• Suit alleges racial bias at Goddard
    By Eric Blaisdell
    STAFF WRITER | July 22,2014
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    A former faculty member of Japanese-American descent has sued Goddard College, claiming discrimination and retaliation because of her race.

    Judy Hiramoto, of San Francisco, filed the suit this month in U.S. District Court. She is seeking $100,000-plus in damages and is represented by Norman E. Watts, of Woodstock.

    Goddard College declined to comment for this story, except to say it is aware of the lawsuit but has yet to review it.

    According to court records, Hiramoto was a faculty member at the school in Plainfield in the interdisciplinary arts program from 2003 to 2011.

    Goddard uses a low-residency model, where students are on campus only for a few days of intensive learning, before spending the rest of the semester learning on their own. Hiramoto says because of this, there are no exams or standards to gauge a faculty member’s success. The only way to evaluate faculty members is to have students and other faculty evaluate them, according to the lawsuit.

    Hiramoto claims that from 2003 to 2005 her faculty and student evaluations were positive. In 2006, she claims, she reported a student’s racist remarks and shortly afterward “the program director submitted a negative evaluation of (Hiramoto).”

    The evaluation focused on “collegiality,” or a desire that faculty members share similar attributes. The suit claims the American Association of University Professors has said evaluating faculty on collegiality is disfavored, because faculty members can be penalized for disagreeing with each other.

    Hiramoto claims that, as part of the evaluation, several stereotypes by faculty members were lobbed against her. The suit says one faculty member said Hiramoto wasn’t sociable, another called her quiet and alienated from other faculty members, and another talked about Hiramoto’s culture with its “discipline and very hard work” and how that doesn’t fit with Goddard’s culture.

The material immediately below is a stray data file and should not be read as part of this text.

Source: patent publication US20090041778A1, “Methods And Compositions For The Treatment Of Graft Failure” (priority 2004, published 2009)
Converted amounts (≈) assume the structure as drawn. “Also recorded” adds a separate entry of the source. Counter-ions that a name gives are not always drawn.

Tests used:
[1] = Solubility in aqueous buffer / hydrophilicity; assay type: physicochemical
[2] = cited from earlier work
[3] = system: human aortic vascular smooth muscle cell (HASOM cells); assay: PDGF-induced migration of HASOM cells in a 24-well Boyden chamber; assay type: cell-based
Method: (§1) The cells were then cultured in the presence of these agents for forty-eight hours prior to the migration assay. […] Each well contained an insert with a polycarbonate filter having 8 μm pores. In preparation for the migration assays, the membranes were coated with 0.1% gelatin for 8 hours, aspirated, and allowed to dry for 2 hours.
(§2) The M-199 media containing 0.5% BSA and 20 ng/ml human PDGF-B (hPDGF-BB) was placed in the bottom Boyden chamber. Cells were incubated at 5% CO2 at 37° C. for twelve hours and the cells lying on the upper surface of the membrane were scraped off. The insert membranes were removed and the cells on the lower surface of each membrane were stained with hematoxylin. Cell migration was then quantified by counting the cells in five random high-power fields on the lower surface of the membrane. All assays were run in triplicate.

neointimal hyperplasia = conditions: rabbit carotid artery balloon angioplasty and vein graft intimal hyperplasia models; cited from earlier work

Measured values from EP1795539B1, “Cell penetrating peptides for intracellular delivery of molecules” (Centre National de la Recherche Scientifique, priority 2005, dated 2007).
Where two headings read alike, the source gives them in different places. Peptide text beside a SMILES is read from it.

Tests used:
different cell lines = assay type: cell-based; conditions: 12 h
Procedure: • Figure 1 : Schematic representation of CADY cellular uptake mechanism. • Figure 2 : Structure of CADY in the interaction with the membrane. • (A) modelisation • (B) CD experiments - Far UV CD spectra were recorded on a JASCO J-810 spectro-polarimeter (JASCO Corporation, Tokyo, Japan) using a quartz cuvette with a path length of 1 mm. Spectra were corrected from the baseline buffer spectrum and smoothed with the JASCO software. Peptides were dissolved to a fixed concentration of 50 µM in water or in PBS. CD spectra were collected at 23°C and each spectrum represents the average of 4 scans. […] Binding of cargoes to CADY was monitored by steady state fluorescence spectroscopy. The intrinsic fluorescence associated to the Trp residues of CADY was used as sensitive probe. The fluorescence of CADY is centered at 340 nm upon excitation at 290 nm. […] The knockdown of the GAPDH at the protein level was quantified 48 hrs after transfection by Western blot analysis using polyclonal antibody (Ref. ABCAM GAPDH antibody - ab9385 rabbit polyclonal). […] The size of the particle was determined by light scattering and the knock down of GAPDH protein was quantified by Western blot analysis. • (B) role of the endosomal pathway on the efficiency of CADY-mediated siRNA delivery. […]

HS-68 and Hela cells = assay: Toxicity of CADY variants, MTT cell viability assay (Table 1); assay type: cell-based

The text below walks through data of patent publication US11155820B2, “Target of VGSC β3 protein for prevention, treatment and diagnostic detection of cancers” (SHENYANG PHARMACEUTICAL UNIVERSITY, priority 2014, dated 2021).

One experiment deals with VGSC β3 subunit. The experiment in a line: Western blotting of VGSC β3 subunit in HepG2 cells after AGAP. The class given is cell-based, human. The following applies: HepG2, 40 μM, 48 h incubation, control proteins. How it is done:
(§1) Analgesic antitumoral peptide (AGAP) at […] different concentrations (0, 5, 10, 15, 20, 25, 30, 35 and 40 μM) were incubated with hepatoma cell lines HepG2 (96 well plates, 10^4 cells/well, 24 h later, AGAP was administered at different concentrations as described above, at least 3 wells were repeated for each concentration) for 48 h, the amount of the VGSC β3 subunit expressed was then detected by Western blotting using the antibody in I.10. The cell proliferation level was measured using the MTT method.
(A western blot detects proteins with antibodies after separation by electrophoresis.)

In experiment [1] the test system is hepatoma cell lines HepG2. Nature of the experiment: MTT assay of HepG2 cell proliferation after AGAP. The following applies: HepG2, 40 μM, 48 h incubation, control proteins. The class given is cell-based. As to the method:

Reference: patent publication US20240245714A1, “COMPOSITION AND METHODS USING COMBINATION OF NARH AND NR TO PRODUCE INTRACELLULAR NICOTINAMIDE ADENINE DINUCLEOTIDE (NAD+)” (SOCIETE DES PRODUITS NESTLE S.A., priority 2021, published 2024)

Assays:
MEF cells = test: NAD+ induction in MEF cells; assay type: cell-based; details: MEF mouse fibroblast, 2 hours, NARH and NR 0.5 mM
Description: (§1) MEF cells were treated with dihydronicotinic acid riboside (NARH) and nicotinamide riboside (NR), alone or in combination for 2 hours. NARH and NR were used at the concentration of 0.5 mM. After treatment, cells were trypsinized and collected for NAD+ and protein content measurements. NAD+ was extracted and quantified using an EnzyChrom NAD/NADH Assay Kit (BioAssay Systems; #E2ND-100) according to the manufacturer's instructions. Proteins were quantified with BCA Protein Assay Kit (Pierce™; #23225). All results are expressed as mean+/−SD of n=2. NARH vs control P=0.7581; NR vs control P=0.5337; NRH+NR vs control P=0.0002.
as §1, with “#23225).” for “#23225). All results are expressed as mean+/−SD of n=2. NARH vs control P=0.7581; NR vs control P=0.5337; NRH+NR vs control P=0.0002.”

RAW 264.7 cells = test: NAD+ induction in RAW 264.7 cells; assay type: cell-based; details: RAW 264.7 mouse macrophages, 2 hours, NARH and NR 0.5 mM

Hiramoto claims she complained about the negative evaluation and the program director agreed with her and changed the evaluation.

    The suit says that years later Hiramoto was awarded a three-year contract with the school that ran until 2012. Despite this, Hiramoto says, program directors filed a confidential negative disciplinary letter in her file without providing a copy to her. She was also demoted by having her student load reduced and new restrictive administrative demands were placed on her, using a minor injury she suffered as the reason, according to court records.

    She claims the program directors were of Taiwanese-American and Armenian-American descent, with “known hostilities” toward Japanese-Americans.

    The suit claims Hiramoto complained about the negative letter and a dean at the school “reversed it,” but that her pay was reduced in retaliation.

    Hiramoto was fired from the school in 2011 based upon a performance review committee’s evaluation, which included racial stereotypes and disparagement of Japanese culture, according to the suit. Hiramoto claims the committee was composed entirely of Caucasians.

    As part of the evaluation, Hiramoto claims, one faculty member criticized her for holding a voluntary residency activity where the students could sit in a garden and write a collective haiku about their experience. She claims the faculty member said Hiramoto’s activity failed to address the students’ “internalized racism.”

    “The administration and faculty ignored plaintiff’s multicultural experience and scholarship, substituting false innuendo and racist, negative observations concerning her national origin,” the suit says.

    The suit says Goddard College cannot prove that there was a legitimate, nondiscriminatory reason to fire her.

    Hiramoto says she has previously worked at the University of California at Berkeley and Santa Cruz, the San Francisco Art Institute, the Academy of Art University and the California State University at San Francisco and East Bay.
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